Indonesia’s ‘212 rally not anti-government’: GNPF Ulama

Alaturka Amerika ABD Haberleri

By Dandy Koswaraputra JAKARTA (AA) – The 212 Rally has created phenomenal momentum not only due to its success in mobilizing millions of people in central Jakarta, but also as a huge influencer for Muslims in voicing their aspirations towards change in Indonesia. A group calling itself the 212 Rally Alumni was established to gather people who joined the rally in December 2016. The recent rally drew a huge turnout and confirmed the solidity of Muslims for having a role in determining the country’s policies. According to the National Movement to Guard Ulama’s Religious Edicts (GNPF Ulama), this rally had no political purpose and is basically a moral movement.
GNPF-Ulama Chairman Yusuf Muhammad Martak shared his views with Anadolu Agency during an interview Wednesday in Jakarta. How do you view the 212 Rally, which successfully drew large crowds? This is the second reunion of 212 Rally alumni. So it was not a demonstration but a reunion. The first reunion was held in 2017, and this year’s rally was the second one. Thankfully, the enthusiasm during the recent reunion exceeded that of the initial rally in 2016, which called for the prosecution of then-Jakarta Governor Basuki “Ahok” Tjahaja Purnama for blasphemy. We consider this event as a phenomenal momentum, as it was successfully held without coordination or assistance, both in terms of materials and logistics. I do not know what happened behind this, as this rally has no political agenda. Moreover, the blasphemer was imprisoned after we held several movements. Why has this rally continued even though Ahok was imprisoned? In fact, our fight can not end here. It must continue until there is a change in leadership which suits most citizens, especially Muslims. Our country has a lot of problems, while many promises have not been fulfilled. Many cases are being stalled in the process. Cases which have been reported by people who do not like us would be followed up by the authorities as soon as possible. The Habib Bahar case is an example. Another example is the Abu Janda case, which has repeatedly insulted Tawhid sentences. It has been reported many times, but there is still no follow-up. It is very strange. We witness many injustices. So I believe we need such reunions so that Muslims remain solid with ulama or national figures who support citizens, especially Muslims. How much do you expect from this movement to change things? As a national movement that guards the fatwa of ulama, we believe the spirit of togetherness among Muslims is very high. While it is true that the other side has religious figures, we consider it as common things. There must be supporters both on our side and the other side. In 2016, there were seven million people who joined the rally. In 2017, the amount reached to three to four million people. And during the recent rally, there were around 13 million participants. That is why I believe we have the power to change. It may be based on expectations from Muslims who experience or witness injustice. The vice president candidate, Ma’ruf Amin, also a cleric, said the 212 Reunion is not relevant anymore. What do you think about this statement? This reunion was held to remember an event, an activity or a group of people that had been together. So no one is allowed to say that the reunion should not be held. If the reunion is not necessary, how about the commemoration of Youth Pledge Day, Independence Day and the birth of Prophet? Should they all not be commemorated? Don’t let such a superficial statement just because people feel concerned and jealous. It is already a common issue that there is no one at any level, from any organization that could mobilize people at that scale of numbers without the power of God. Do you think the 212 solidarity will not turn into a move that can be considered resistance towards the current government? As the good citizens that comply with the law, we don’t criticize the government but the leader of the government. From the president [executive] to parliament and its coalition, all of them can be considered sterile. They don’t play an active role and don’t represent people’s interests. It’s not just said by me, even the Speaker of Parliament Yusuf Muhammad Martak said he doesn’t have any power. Do we have to stay silent? Of course not. People’s interests are more important. Don’t let the rumor of us being anti-government arouse. If we really are anti-government, we wouldn’t want to sit together. We have been sitting together. We reported every violation according to the procedure. We went to the police and waited until our report was followed up. There are times when people we reported were found not guilty. But we didn’t give up. We will continue to fight for justice. We don’t want the government institutions to cause damage to the state’s order. Finally, what do the 212 alumnus hope for the future? We hope we can gather and hold the reunion every year. We asked the participants if they want to do the reunion again, and they said yes. There must be a reunion again in the future.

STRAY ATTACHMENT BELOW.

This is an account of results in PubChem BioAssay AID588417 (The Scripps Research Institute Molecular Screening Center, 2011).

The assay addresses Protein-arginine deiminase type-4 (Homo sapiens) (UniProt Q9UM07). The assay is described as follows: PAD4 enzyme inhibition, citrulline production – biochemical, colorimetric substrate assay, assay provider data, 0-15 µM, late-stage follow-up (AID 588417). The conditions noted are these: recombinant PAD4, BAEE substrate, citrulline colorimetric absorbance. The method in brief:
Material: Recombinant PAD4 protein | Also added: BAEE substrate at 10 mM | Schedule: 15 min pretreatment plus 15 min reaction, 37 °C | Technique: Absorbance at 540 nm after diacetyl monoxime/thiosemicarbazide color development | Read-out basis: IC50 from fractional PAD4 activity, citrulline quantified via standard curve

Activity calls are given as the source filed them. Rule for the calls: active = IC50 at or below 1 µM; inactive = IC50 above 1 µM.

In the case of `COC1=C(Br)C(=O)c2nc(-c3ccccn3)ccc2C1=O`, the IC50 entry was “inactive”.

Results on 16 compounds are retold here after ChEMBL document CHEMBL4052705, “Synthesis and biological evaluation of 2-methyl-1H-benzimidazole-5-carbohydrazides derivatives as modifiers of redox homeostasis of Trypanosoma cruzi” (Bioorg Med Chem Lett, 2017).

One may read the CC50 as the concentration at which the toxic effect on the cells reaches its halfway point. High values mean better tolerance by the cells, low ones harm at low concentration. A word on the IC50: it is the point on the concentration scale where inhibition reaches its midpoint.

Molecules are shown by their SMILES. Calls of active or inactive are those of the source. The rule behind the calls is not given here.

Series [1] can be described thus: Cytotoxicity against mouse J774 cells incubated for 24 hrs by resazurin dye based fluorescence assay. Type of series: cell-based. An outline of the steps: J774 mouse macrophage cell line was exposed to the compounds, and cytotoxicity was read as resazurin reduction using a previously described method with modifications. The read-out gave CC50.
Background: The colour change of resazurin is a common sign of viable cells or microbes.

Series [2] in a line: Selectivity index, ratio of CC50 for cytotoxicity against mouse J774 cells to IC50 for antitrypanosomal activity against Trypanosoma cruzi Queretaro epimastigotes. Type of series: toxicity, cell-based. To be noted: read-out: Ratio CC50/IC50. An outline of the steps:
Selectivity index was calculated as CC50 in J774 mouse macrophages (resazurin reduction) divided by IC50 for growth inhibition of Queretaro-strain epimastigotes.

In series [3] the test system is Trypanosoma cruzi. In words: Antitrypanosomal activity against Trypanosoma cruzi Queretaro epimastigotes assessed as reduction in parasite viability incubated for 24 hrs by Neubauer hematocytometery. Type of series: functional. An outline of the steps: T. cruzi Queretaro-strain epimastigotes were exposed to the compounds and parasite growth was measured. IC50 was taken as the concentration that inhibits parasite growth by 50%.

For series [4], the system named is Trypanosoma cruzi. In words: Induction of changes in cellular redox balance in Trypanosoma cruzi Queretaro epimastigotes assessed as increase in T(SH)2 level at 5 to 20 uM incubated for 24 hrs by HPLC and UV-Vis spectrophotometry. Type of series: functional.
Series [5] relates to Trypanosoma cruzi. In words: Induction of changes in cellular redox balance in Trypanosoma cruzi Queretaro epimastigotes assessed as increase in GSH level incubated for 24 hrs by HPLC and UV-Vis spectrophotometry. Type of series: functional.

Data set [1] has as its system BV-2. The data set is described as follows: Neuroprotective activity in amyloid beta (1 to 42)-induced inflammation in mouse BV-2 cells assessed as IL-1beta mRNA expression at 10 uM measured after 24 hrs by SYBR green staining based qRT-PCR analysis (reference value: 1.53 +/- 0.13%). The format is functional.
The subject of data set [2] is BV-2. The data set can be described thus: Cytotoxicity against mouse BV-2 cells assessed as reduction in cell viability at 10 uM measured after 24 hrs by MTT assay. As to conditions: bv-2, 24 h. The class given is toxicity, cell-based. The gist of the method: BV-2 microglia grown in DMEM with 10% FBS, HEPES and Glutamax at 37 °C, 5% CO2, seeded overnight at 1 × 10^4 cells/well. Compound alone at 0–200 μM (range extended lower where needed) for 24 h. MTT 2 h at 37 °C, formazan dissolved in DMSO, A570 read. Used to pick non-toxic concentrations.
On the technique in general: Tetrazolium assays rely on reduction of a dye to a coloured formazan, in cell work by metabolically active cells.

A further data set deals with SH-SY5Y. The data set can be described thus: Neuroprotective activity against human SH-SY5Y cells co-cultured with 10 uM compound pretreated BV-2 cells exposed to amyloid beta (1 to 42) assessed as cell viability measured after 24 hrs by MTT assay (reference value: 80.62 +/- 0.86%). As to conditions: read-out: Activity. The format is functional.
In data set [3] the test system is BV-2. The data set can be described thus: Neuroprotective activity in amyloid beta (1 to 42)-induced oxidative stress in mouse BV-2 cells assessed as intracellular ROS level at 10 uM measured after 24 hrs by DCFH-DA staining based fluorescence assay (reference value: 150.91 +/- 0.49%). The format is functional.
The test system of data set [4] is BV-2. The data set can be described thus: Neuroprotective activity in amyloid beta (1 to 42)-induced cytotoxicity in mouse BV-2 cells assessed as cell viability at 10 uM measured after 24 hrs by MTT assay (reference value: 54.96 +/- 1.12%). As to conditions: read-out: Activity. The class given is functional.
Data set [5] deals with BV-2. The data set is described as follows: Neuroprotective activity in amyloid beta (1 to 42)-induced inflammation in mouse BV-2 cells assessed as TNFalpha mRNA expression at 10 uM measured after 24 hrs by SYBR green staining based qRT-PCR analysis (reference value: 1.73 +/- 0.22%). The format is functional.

I predict that in 2019, the reunion will be bigger than this year. Because, if God allows and with the greatness of God, Rizieq Shihab [Indonesian Islamic scholar and the founding leader of the Islamic Defenders Front] will have returned to the people who support him. And for the alumni who have never met Shibab [also known as Habib Rizieq] for two years, they can let go of their longing.

We hope that in the next years, the reunion will be more orderly and safer compared to the past. We hope all of us get blessings and help from God.